1. Genetics and Genomics
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Insulin-like peptides and the mTOR-TFEB pathway protect C. elegans hermaphrodites from Mating-induced Death

  1. Cheng Shi
  2. Lauren N Booth
  3. Coleen T Murphy  Is a corresponding author
  1. Princeton University, United States
  2. Stanford University, United States
Research Article
  • Cited 8
  • Views 1,769
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Cite this article as: eLife 2019;8:e46413 doi: 10.7554/eLife.46413

Abstract

C. elegans lifespan is shortened by mating, but these deleterious effects must be delayed long enough for successful reproduction. Susceptibility to brief mating-induced death is caused by the loss of protection upon self-sperm depletion. Self-sperm maintains the expression of a DAF-2 insulin-like antagonist, INS-37, which promotes the nuclear localization of intestinal HLH-30/TFEB, a key pro-longevity regulator. Mating induces the agonist INS-8, promoting HLH-30 nuclear exit and subsequent death. In opposition to the protective role of HLH-30 and DAF-16/FOXO, TOR/LET-363 and the IIS-regulated Zn-finger transcription factor PQM-1 promote seminal-fluid-induced killing. Self-sperm maintenance of nuclear HLH-30/TFEB allows hermaphrodites to resist mating-induced death until self-sperm are exhausted, increasing the chances that mothers will survive through reproduction. Mothers combat males' hijacking of their IIS pathway by expressing an insulin antagonist that keeps her healthy through the activity of pro-longevity factors, as long as she has her own sperm to utilize.

Data availability

Microarray data are available at the following links:"L4 fog-2(q71) vs N2 hermaphrodites"https://puma.princeton.edu/cgi-bin/exptsets/review.pl?exptset_no=7332"L4 fem-3(q20) vs N2 hermaphrodites"https://puma.princeton.edu/cgi-bin/exptsets/review.pl?exptset_no=7333"D3 mated fog-2(q71) vs pqm-1(ok485) hermaphrodites"https://puma.princeton.edu/cgi-bin/exptsets/review.pl?exptset_no=7334

Article and author information

Author details

  1. Cheng Shi

    Department of Molecular Biology, Princeton University, Princeton, United States
    Competing interests
    The authors declare that no competing interests exist.
    ORCID icon "This ORCID iD identifies the author of this article:" 0000-0003-0365-8273
  2. Lauren N Booth

    Department of Genetics, Stanford University, Stanford, United States
    Competing interests
    The authors declare that no competing interests exist.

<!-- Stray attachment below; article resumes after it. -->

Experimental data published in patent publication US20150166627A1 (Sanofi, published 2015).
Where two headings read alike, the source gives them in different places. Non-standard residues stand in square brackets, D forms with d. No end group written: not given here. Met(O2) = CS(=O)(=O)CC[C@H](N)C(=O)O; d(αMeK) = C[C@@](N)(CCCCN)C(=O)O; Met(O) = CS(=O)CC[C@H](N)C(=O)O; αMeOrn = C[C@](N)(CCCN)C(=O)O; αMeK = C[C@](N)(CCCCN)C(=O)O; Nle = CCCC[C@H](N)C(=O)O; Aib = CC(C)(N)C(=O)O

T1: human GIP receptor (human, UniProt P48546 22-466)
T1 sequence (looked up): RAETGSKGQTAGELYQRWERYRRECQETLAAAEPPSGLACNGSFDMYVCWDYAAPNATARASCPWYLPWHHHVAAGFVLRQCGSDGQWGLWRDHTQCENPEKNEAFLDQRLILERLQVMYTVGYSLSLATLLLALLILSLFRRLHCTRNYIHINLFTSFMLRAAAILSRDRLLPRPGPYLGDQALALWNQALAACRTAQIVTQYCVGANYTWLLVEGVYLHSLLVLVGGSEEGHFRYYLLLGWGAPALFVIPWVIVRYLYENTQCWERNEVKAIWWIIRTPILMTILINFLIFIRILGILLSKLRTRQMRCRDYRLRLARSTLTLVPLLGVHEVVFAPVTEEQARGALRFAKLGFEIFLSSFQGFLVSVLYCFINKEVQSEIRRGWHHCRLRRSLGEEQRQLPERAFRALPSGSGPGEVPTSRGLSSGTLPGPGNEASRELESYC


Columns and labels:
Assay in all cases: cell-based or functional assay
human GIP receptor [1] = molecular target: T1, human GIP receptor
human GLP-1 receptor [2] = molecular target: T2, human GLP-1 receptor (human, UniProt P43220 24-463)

3. Coleen T Murphy

    Department of Molecular Biology, Princeton University, Princeton, United States
    For correspondence
    ctmurphy@princeton.edu
    Competing interests
    The authors declare that no competing interests exist.
    ORCID icon "This ORCID iD identifies the author of this article:" 0000-0002-8257-984X

Funding

NIH Office of the Director (Pioneer 1DP1OD020400-01)

  • Coleen T Murphy

Glenn Foundation for Medical Research (NA)

  • Coleen T Murphy

The funders had no role in study design, data collection and interpretation, or the decision to submit the work for publication.

Reviewing Editor

  1. Matt Kaeberlein, University of Washington, United States

Publication history

  1. Received: February 27, 2019
  2. Accepted: July 7, 2019
  3. Accepted Manuscript published: July 8, 2019 (version 1)
  4. Version of Record published: August 16, 2019 (version 2)

Copyright

© 2019, Shi et al.

This article is distributed under the terms of the Creative Commons Attribution License permitting unrestricted use and redistribution provided that the original author and source are credited.

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Further reading

    1. Evolutionary Biology
    2. Genetics and Genomics
    George L Sutphin
    Insight

    Young Caenorhabditis elegans hermaphrodites use their own sperm to protect against the negative consequences of mating.

    1. Genetics and Genomics
    Alaattin Kaya et al.
    Research Article Updated

    To understand the genetic basis and selective forces acting on longevity, it is useful to examine lifespan variation among closely related species, or ecologically diverse isolates of the same species, within a controlled environment. In particular, this approach may lead to understanding mechanisms underlying natural variation in lifespan. Here, we analyzed 76 ecologically diverse wild yeast isolates and discovered a wide diversity of replicative lifespan (RLS). Phylogenetic analyses pointed to genes and environmental factors that strongly interact to modulate the observed aging patterns. We then identified genetic networks causally associated with natural variation in RLS across wild yeast isolates, as well as genes, metabolites, and pathways, many of which have never been associated with yeast lifespan in laboratory settings. In addition, a combined analysis of lifespan-associated metabolic and transcriptomic changes revealed unique adaptations to interconnected amino acid biosynthesis, glutamate metabolism, and mitochondrial function in long-lived strains. Overall, our multiomic and lifespan analyses across diverse isolates of the same species shows how gene–environment interactions shape cellular processes involved in phenotypic variation such as lifespan.